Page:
I cheated. Many of my running friends know I won the Lake To Ocean 100K this past weekend, but I don't think anyone suspected that I cheated to win. More on that later. I am elated to win another race. This one feels particularly good having won it twice in a row now and beating a couple of guys I think of as elite runners. In addition to an already solid lineup, in the weeks leading up to the race, I found out that JJ Johnson and Brad Lombardi would be toeing the line. I badly wanted to defend my win from last year, but I knew a lot of things would have to go my way with those two in the race.
I came into the race with three major goals. Lake to Ocean is run on the trail of the same name, from Lake Okeechobee to the Atlantic Ocean. Goal One, was to jump in the Atlantic Ocean at the finish before the sunset. Last year I took a very shallow dive into the ocean knowing dusk is when sharks feed, and as I ran down the beach, saw multiple people setting up for shark fishing. This year, I wanted sunlight and to linger a bit longer in the water. Goal Two was to beat last year's time of 13:36. Goal Three was to repeat as winner. I thought that would take a time of sub 13 hours, and the least likely of my targeted achievements.
The trail starts out on a couple miles of gravel road winding its way through sugar cane fields and palm tree nurseries and around a mine. Christian Stewart and I were quickly joined at the front by Brad Lombardi who peppered Christian with questions about trail markings and soon pulled away. I knew that might be the last time I might see him until the finish. We were soon joined by Tim Schaum and JJ, and the 4 of us chatted away for the next several miles as we entered Dupuis Reserve. Around mile 5, I realized I was pushing too hard too early and made a conscious decision to back off JJ & Tim who pulled ahead. Again, I knew that might be the last time I saw them. I was content to run with Christian right behind me, until around mile 8 I recognized I was still going way too fast. By mile 10 I was woozy, and started taking walk breaks far too early in the race.
I spent the next few miles trudging along solo, beating myself up for going out too hard. Patience! All my life, I have been impatient, and I nearly always pay a price for it. Well I was paying for it now. My race could be over, I am not even sure I can finish. I trudged into the first aid station at mile 15 on Powerline Road despondent. Susan Anger was my crew, and the night before we had spent a solid 90 minutes talking race strategy. When she had asked about having a chair available, I said no, I rarely sat in races, I preferred to get in and out quickly. But here, I immediately dropped into the seat and started whining. Susan calmly gave me an ice towel, fed me Coke, offered solid food, and after a few minutes, had me back out on my way.
I walked the first couple minutes heading into JW Corbett Wildlife Management Area, trying to get my head together. I was in 5th place, with the leaders pulling away from me. My original 3 goals were all out the door, now I just wanted to regroup enough to finish. "Be patient" I told myself. Take what the day and your body will give you. The next 7 miles to the second aid station weren't very fast, and I took a number of walk breaks. I once again plopped down into the chair and spent several minutes bemoaning my sad state of affairs as Susan quietly got me more fluids and food, cooled me off, and sent me back out into the misery again.
This second half of JW Corbett is where the race finally began to come together for me. I had run through this part of Corbett four times just a month before in Christian's eponymous 50 miler, so it was more familiar territory. My head cleared and I started pushing myself better with fewer walk breaks. I took a little time to enjoy the innumerable bromeliads and other epiphytes along what I think is the prettiest section of the race. I caught Tim around mile 25, and we leapfrogged each other a couple times before I bore down and ran steady for several miles. Just as I was getting really hot again, a sun shower came through for 10 minutes and that carried me all the way into the Corbett aid station at mile 31.3. The only place I walked was the muddy section a half mile from the end which had been under two feet of water when I ran here a month before.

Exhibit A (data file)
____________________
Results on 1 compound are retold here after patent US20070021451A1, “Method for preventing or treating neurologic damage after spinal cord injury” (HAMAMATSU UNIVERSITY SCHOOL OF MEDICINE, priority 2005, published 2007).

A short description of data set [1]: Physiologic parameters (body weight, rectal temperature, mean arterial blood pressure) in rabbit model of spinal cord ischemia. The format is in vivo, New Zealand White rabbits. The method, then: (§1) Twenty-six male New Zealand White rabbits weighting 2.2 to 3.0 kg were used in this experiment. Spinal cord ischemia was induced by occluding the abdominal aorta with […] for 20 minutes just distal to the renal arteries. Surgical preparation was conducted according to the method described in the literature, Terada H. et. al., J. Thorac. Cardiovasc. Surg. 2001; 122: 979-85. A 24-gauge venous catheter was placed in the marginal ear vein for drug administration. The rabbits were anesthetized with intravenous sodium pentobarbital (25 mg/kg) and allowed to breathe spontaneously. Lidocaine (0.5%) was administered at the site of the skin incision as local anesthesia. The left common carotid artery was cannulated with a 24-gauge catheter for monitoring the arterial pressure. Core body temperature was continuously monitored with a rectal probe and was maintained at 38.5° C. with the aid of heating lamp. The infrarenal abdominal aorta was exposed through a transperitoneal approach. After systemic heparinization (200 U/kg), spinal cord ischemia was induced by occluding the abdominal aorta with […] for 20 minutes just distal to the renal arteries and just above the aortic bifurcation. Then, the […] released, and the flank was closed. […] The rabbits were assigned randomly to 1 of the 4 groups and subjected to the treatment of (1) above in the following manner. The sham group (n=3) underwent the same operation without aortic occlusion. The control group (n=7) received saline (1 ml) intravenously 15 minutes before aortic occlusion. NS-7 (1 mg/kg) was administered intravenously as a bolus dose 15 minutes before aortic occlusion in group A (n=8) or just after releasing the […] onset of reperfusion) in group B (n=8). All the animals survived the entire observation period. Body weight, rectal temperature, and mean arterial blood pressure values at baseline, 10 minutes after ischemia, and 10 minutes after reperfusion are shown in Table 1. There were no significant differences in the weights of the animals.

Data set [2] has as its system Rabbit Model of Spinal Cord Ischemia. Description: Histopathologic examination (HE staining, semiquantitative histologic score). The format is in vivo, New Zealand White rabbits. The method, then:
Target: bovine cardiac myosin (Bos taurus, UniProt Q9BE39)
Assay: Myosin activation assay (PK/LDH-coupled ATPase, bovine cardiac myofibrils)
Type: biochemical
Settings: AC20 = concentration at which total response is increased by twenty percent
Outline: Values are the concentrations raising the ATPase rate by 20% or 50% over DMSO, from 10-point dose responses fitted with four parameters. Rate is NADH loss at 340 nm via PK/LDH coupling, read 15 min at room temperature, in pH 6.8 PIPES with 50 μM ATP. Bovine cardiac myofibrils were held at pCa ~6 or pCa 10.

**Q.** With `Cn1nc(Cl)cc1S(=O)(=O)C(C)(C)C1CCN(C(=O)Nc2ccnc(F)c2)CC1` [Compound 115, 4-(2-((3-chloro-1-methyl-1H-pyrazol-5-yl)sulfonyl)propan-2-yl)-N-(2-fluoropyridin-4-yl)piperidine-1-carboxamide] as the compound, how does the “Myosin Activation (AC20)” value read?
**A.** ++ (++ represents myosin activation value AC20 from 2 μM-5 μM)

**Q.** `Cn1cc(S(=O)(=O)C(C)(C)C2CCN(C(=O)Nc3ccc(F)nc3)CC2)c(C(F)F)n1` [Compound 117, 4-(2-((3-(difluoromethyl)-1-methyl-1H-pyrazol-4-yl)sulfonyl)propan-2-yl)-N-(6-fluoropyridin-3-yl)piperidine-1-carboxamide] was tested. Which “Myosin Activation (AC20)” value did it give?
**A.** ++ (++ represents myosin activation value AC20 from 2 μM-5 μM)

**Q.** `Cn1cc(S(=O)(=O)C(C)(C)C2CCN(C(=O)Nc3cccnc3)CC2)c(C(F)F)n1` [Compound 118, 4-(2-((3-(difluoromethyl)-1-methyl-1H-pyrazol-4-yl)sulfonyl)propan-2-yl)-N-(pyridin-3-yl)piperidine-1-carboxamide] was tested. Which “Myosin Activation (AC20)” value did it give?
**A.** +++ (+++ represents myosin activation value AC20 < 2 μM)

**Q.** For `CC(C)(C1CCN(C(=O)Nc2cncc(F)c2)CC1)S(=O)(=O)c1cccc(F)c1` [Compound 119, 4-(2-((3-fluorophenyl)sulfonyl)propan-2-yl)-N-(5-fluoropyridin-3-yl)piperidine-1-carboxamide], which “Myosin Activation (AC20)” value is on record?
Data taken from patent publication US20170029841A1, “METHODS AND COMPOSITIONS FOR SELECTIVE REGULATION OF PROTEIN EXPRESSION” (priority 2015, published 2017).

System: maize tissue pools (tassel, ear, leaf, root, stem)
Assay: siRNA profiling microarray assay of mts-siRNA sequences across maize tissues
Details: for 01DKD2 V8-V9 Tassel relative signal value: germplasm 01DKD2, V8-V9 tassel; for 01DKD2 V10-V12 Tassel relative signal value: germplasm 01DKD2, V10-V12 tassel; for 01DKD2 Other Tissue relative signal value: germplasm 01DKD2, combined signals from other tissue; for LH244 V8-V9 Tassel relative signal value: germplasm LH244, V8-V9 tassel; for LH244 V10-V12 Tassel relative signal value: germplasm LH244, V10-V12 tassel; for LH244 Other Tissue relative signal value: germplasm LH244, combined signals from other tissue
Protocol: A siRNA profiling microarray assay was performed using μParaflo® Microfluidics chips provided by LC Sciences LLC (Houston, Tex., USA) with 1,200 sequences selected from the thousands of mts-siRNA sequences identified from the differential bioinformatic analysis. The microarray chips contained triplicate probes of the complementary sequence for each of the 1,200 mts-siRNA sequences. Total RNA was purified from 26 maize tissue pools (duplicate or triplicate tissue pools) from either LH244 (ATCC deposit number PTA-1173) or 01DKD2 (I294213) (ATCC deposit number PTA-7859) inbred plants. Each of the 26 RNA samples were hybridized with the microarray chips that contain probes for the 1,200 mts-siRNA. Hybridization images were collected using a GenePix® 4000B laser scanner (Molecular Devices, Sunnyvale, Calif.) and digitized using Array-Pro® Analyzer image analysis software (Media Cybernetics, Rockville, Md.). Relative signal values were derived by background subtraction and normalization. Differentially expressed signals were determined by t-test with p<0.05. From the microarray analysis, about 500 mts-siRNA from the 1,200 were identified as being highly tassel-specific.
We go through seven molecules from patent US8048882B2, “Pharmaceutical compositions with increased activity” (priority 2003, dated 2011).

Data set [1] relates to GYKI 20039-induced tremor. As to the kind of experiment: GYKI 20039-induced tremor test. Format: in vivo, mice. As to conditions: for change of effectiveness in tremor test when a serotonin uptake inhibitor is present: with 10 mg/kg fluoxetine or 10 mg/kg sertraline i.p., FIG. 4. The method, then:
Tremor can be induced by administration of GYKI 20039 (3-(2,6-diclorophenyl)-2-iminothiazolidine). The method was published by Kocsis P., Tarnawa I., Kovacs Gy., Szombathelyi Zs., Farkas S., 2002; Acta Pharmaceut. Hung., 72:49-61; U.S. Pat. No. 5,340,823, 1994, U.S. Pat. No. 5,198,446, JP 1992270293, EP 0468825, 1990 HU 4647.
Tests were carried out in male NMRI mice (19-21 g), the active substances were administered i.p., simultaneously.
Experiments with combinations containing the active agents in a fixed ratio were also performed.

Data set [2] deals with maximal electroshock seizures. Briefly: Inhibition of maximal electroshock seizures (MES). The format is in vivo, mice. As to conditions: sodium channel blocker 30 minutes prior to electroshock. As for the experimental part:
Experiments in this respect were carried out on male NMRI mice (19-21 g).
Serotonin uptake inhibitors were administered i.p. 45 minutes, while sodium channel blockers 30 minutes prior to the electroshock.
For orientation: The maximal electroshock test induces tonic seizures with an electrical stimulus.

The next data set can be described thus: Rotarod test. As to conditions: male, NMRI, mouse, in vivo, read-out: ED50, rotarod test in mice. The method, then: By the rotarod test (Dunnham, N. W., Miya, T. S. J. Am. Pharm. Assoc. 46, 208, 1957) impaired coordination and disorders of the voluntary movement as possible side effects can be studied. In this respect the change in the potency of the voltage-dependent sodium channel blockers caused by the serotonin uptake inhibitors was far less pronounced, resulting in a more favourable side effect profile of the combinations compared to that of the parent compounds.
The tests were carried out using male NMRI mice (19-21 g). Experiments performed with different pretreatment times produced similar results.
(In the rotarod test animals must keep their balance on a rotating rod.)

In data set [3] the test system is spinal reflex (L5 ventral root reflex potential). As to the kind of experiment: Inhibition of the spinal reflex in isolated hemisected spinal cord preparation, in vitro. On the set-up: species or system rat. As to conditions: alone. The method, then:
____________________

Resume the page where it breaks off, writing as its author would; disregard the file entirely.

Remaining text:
I told Susan, I wasn't running very fast, but I was running steady again. She told me JJ and Brad had headed out a few minutes apart about 15-20 minutes ahead of me. Christian was laying down to recover from the heat. I headed out into Hungryland Slough rejuvenated. I was now running in third place. JJ and Brad were too far ahead and running too well to catch, but if I stayed steady, I could have a "podium" finish. I remembered this section being very runnable, but last year I struggled here, first missing a turn, and then baking in the heat. This year was much cloudier, a breeze kicked up as a thunderstorm rolled past a few miles distant, and a ran without walking a step the entire 5.5 miles to the next aid station on Beeline Highway.
The race director, Jeff Stephens was standing with Susan and told me Brad looked like he was suffering a little, but that JJ looked like he was on a mission. OK, maybe I can catch Brad, and finish second overall. My spirits continued to lift. Susan was worried I was not eating any solid food other than Swedish Fish, and only getting calories from Tailwind on the trail, and Coke at the stops. I choked down a piece of watermelon to make her happy; but the vast array of other foods she presented all looked unpalatable. My stomach felt bloated and in the heat, I just couldn't bear the thought of eating. I was so excited about the thought of catching Brad, I hustled out without refilling my hat with ice. I was a few hundred yards down the Beeline Highway before I realized it and elected not to go back. Fortunately, the cloud cover held, and I did not pay too bad of a heat price.
As I turned off the highway and entered the Loxahatchee Slough I realized I was running a little too fast. Patience! There were still 25 miles to go in the race, I did not need to rush. This section was 11 miles until I saw Susan again, I could not afford another stupid mistake. I pushed myself to run, but also allowed myself walk breaks when needed. This section has an almost 7 mile stretch where you feel like you are in the middle of nowhere, completely alone in the world. There are many stretches like this on the Lake To Ocean Trail, but I took particular notice of it here. It is wonderful solitude, and I felt really good as I came around a corner and saw Brad on a straightaway ahead of me. I backed down the pace, took a walk break, and gathered myself before attempting to pass him. Brad is super competitive, and I was prepared for a dogfight once he saw me. But he must not have felt well at all as I was by and away from him quickly.